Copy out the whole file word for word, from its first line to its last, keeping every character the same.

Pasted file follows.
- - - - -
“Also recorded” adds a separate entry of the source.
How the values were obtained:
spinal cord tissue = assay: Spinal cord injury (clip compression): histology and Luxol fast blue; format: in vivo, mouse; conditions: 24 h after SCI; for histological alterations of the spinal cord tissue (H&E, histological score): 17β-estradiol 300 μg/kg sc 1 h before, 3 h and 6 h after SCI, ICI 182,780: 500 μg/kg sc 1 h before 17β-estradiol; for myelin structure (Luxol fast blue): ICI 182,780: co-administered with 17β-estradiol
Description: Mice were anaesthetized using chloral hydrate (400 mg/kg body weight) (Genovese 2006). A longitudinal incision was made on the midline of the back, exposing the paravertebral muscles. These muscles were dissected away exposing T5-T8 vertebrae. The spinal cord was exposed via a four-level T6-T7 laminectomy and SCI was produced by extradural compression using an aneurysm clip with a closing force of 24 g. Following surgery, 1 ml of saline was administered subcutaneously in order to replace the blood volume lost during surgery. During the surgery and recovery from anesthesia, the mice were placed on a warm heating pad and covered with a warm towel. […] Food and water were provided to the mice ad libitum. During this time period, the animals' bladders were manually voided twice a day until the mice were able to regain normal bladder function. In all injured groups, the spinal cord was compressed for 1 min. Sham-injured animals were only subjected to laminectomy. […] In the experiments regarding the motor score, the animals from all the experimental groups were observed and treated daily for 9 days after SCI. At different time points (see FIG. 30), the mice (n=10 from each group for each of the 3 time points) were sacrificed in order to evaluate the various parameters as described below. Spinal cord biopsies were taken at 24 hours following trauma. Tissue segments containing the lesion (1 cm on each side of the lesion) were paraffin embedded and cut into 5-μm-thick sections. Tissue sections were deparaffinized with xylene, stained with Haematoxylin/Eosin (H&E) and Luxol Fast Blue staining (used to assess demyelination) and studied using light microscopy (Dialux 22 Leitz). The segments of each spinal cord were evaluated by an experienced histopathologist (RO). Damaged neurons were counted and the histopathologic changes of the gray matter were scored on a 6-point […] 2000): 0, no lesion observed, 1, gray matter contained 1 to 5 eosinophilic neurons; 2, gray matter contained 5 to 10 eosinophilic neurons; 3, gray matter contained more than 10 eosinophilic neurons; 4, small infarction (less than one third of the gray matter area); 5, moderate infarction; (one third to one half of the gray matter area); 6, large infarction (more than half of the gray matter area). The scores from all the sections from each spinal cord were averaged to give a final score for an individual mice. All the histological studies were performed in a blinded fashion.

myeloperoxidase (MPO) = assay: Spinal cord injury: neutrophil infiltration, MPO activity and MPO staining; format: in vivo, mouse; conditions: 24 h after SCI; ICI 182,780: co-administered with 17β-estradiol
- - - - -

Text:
“Also recorded” adds a separate entry of the source.
How the values were obtained:
spinal cord tissue = assay: Spinal cord injury (clip compression): histology and Luxol fast blue; format: in vivo, mouse; conditions: 24 h after SCI; for histological alterations of the spinal cord tissue (H&E, histological score): 17β-estradiol 300 μg/kg sc 1 h before, 3 h and 6 h after SCI, ICI 182,780: 500 μg/kg sc 1 h before 17β-estradiol; for myelin structure (Luxol fast blue): ICI 182,780: co-administered with 17β-estradiol
Description: Mice were anaesthetized using chloral hydrate (400 mg/kg body weight) (Genovese 2006). A longitudinal incision was made on the midline of the back, exposing the paravertebral muscles. These muscles were dissected away exposing T5-T8 vertebrae. The spinal cord was exposed via a four-level T6-T7 laminectomy and SCI was produced by extradural compression using an aneurysm clip with a closing force of 24 g. Following surgery, 1 ml of saline was administered subcutaneously in order to replace the blood volume lost during surgery. During the surgery and recovery from anesthesia, the mice were placed on a warm heating pad and covered with a warm towel. […] Food and water were provided to the mice ad libitum. During this time period, the animals' bladders were manually voided twice a day until the mice were able to regain normal bladder function. In all injured groups, the spinal cord was compressed for 1 min. Sham-injured animals were only subjected to laminectomy. […] In the experiments regarding the motor score, the animals from all the experimental groups were observed and treated daily for 9 days after SCI. At different time points (see FIG. 30), the mice (n=10 from each group for each of the 3 time points) were sacrificed in order to evaluate the various parameters as described below. Spinal cord biopsies were taken at 24 hours following trauma. Tissue segments containing the lesion (1 cm on each side of the lesion) were paraffin embedded and cut into 5-μm-thick sections. Tissue sections were deparaffinized with xylene, stained with Haematoxylin/Eosin (H&E) and Luxol Fast Blue staining (used to assess demyelination) and studied using light microscopy (Dialux 22 Leitz). The segments of each spinal cord were evaluated by an experienced histopathologist (RO). Damaged neurons were counted and the histopathologic changes of the gray matter were scored on a 6-point […] 2000): 0, no lesion observed, 1, gray matter contained 1 to 5 eosinophilic neurons; 2, gray matter contained 5 to 10 eosinophilic neurons; 3, gray matter contained more than 10 eosinophilic neurons; 4, small infarction (less than one third of the gray matter area); 5, moderate infarction; (one third to one half of the gray matter area); 6, large infarction (more than half of the gray matter area). The scores from all the sections from each spinal cord were averaged to give a final score for an individual mice. All the histological studies were performed in a blinded fashion.

myeloperoxidase (MPO) = assay: Spinal cord injury: neutrophil infiltration, MPO activity and MPO staining; format: in vivo, mouse; conditions: 24 h after SCI; ICI 182,780: co-administered with 17β-estradiol